WebSphere Peformance - Alexandre Polozoff's Point of View
Matching: large X
With WebSphere Application Server v8 the IBM JRE provides a new garbage collection policy known as balanced. One should consider trying the balanced policy if running on the 64-bit JVM using a Java heap size over 4GB and still experiencing occasional long pauses with the gencon policy. It does impose a slight performance hit but based on how some applications are written or coded it may be necessary for the runtime operations team to try this policy in an attempt to avoid large pause times. The balanced policy can also take advantage of non-uniform memory access (NUMA) hardware architecture available on System x® and System p® using current versions of AIX®, Linux® or Windows®.
polozoff 110000N2A2 Tags:  machines sla small peformance planning nfr failover frame capacity large 1,471 Views
Yesterday at my "Performance Testing and Analysis" talk a question was asked is it better to have one large machine and virtualize the environment or to have lots of small machines?
Both strategies work. If deciding to go with large capacity frames then you want to have at least 3 frames. This way if one frame is taken out of service there are at least two other frames running. Otherwise, if one builds out only 2 large frames and one is taken out of service then the remaining frame becomes a single point of failure. I don't like SPOFs and so would have at least 3. This is if one frame can take the entire production load during the outage. That information has to be culled from the performance testing to see if there is enough capacity in one frame to carry the entire production load. If not then more likely than not there will need to be additional frames to be able to ensure that even if half the infrastructure is taken out of service the remaining frames can carry the entire production workload.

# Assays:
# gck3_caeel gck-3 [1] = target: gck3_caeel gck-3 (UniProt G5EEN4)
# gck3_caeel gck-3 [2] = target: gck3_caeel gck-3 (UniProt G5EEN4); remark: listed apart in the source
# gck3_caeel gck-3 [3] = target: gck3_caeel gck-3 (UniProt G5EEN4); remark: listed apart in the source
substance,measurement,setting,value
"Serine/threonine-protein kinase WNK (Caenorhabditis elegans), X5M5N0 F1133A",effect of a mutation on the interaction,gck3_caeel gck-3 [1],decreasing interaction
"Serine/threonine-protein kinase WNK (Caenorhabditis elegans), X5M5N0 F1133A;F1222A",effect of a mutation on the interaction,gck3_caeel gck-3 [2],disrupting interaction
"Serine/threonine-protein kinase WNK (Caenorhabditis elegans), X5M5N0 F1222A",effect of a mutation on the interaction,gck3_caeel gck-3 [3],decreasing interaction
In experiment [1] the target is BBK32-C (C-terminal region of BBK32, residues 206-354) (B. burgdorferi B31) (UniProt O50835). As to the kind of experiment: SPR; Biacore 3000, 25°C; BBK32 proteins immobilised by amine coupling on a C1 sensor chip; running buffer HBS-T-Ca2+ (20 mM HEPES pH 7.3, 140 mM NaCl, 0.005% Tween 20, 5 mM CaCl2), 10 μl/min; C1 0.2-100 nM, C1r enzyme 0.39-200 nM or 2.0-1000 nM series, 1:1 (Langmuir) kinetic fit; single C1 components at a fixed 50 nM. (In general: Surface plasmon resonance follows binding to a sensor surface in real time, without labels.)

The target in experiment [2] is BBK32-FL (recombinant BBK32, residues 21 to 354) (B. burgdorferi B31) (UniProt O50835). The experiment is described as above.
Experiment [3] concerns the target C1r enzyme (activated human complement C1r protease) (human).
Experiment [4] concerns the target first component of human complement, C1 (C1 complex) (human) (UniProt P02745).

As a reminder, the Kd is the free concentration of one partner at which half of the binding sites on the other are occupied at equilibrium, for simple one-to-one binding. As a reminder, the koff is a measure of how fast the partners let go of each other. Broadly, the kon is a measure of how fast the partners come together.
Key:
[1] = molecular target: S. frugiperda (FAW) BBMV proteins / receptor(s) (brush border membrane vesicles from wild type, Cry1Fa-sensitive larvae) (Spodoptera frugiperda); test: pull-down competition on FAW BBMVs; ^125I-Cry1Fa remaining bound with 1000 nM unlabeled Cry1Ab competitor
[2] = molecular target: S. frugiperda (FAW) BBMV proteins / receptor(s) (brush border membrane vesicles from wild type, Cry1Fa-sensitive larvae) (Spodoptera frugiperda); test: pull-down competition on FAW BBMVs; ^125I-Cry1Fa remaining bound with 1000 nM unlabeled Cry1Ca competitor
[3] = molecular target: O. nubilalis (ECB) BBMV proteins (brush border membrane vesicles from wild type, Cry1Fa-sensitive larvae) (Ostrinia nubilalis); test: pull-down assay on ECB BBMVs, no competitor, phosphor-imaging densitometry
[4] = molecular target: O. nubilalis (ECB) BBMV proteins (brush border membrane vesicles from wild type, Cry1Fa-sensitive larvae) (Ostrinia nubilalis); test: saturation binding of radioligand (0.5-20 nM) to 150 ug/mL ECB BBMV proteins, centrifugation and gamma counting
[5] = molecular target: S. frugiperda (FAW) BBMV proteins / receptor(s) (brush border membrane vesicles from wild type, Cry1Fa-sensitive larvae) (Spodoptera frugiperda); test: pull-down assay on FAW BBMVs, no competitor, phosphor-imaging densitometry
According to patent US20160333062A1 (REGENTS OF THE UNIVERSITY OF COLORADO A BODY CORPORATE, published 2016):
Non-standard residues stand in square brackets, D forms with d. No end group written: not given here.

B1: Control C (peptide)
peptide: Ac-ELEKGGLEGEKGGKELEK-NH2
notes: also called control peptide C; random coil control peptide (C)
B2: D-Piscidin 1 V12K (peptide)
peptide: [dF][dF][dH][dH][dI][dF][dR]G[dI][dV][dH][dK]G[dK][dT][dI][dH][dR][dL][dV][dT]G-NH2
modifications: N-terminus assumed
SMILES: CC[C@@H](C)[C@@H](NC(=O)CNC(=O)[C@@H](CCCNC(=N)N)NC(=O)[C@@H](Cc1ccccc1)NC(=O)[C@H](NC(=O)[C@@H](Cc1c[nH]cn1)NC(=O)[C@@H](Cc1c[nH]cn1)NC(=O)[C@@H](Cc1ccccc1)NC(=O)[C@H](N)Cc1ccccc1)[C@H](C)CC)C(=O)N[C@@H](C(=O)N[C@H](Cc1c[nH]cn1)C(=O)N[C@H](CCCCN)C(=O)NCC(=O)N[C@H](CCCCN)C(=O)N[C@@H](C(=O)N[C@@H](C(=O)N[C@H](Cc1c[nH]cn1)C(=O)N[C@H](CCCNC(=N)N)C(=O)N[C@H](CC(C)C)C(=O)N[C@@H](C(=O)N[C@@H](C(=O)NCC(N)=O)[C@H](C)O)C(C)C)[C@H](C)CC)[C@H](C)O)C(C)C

Likewise, having lots of smaller machines also works. Odds are less likely for a massive hardware outage with smaller machines so as one fails it can be safely taken out of service and replaced without impacting the production workload.
Which strategy is better? In my opinion they are both valid strategies as long as the proper capacity planning is conducted to ensure that when an outage occurs (and think worst case scenario here) that the remaining infrastructure is able to continue processing the production workload without impacting the SLA (Service Level Agreement including the non-functional requirements [i.e. response time, resource utilization, etc]). You do have a defined SLA, right?